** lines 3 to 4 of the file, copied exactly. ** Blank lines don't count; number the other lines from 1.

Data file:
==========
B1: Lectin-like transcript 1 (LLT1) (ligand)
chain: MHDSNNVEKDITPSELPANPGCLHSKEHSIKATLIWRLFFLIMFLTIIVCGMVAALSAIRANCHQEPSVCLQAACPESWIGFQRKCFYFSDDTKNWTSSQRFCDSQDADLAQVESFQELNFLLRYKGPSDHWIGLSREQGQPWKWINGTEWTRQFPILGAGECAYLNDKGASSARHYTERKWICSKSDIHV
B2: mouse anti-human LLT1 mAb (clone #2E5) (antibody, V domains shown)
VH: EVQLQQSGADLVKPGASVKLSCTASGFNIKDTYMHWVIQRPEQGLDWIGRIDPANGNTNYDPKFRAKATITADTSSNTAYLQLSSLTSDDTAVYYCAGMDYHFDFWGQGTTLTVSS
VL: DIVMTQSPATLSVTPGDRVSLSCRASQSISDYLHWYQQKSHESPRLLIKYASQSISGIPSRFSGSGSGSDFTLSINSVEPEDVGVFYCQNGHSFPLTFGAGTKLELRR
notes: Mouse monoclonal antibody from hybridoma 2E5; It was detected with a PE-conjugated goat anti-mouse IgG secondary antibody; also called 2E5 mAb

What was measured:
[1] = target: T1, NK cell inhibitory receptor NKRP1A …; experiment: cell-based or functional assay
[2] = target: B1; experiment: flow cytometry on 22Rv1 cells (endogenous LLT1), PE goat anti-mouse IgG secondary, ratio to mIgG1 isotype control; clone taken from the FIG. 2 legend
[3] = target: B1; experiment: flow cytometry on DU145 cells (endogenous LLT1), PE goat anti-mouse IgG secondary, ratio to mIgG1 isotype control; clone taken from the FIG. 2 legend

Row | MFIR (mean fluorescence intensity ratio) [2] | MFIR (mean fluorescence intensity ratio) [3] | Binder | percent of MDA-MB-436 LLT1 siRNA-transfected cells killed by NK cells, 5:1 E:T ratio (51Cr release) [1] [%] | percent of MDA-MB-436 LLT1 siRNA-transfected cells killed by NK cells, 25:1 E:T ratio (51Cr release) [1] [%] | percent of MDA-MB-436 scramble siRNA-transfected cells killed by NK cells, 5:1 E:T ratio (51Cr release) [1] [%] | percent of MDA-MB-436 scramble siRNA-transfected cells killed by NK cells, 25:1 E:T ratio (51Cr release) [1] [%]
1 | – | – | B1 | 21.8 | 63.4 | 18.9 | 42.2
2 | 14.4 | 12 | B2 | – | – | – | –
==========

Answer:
B2: mouse anti-human LLT1 mAb (clone #2E5) (antibody, V domains shown)
VH: EVQLQQSGADLVKPGASVKLSCTASGFNIKDTYMHWVIQRPEQGLDWIGRIDPANGNTNYDPKFRAKATITADTSSNTAYLQLSSLTSDDTAVYYCAGMDYHFDFWGQGTTLTVSS